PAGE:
She couldn’t sleep very well that night. Her mind carried her from one weird dream to another. When dawn was breaking, she jumped out of bed. It was a warm morning, so she had a quick breakfast, prepared her typical mate drink, and headed towards the beach. Man, had she missed the rambla! Montevideo has a long and beautiful promenade along the coast that runs through the city, from one neighborhood to another, traversing the port and gorgeous beaches surrounded by parks and buildings. Despite not being a tropical country, there are palm trees lining the bay. Even at this hour, there were people running, doing yoga, or meditating on the rocks by the sea. She took a deep breath and said aloud, “This is not so bad.”
About an hour later, the sun was almost up, and the humidity was making it too uncomfortable. She was familiar with high temperatures, but had completely forgotten humidity. When she found a nice spot under a tree, she decided to chill there for a while: watch people go by and maybe even read her novel.
“Oye, no!” – Jules’ suddenly opened her eyes and intuitively reached for her purse, as she felt someone tugging on it. She pulled harder and a few seconds later, two big guys approached her and, after throwing a few punches that did not hit the intended target, they were able to chase away the empty-handed thief.
Jules was speechless. “Yup, I’m definitely back home” she thought with sorrow. It hadn’t been just the humidity she had grown unaccustomed to. A few seconds later she realized the two big guys who’d helped her were asking her something. “Oye, chica, are you okay?” the taller of the guys repeated.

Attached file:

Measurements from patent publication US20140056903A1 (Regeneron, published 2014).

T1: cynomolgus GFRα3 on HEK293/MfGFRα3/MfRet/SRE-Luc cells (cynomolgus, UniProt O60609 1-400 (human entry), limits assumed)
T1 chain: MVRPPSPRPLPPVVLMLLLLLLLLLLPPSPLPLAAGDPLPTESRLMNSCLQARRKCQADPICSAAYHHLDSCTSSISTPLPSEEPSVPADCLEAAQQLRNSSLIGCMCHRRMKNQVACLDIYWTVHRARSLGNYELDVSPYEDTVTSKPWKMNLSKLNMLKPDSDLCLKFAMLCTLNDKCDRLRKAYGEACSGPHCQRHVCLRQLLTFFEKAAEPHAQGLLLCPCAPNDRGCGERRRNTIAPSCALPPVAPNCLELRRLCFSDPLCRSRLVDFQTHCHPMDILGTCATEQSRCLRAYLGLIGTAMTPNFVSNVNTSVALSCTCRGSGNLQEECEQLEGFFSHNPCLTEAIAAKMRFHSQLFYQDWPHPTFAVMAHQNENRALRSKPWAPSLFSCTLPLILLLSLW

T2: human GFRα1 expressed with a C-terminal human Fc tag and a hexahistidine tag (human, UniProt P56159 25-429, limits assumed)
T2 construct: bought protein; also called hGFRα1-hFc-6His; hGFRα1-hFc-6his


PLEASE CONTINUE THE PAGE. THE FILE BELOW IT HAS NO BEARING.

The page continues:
“Sí, sí, thank you,” Jules replied, slowly coming to her senses, “I must have dozed off for a bit. Thank you so much for your help.”
“No worries, chica,” the guy replied. “We gotta help one another,” he added with a smile any dentist would be happy to claim responsibility for. “Are you from around here? You seem a bit lost,” he asked, concerned.
Julia smiled. How could she tell him she was from here and from somewhere else? That she was trying to understand how to adjust to her own culture and feel part of it again? So she just replied, “Yes, I am, I’m just a bit disoriented, that’s all. Where are you two from? I hear a Caribbean accent?” she inquired with earnest curiosity. She’d always been fascinated by languages and accents.
“Yes! That’s right!” the shorter guy replied, as if she’d solved a mystery. “We all are!” he added proudly, pointing at a group of about 5 people in their 20s or 30s staring at them, awaiting an update on the situation.
“Care to join us? Maybe you can then tell us why you people carry a thermos under your arm every day, all day!” – he laughed loudly, and Jules joined them. Only now did she consider how something so natural for her, like the mate and thermos, a habit she hadn’t lost after years abroad, could look so strange to outsiders. “Sure!” – she caught the joke quickly. “Not only that, but I’ll also even let you in on a few secrets, like why we drink hot mate in 90° weather!” she continued, and everyone burst out laughing.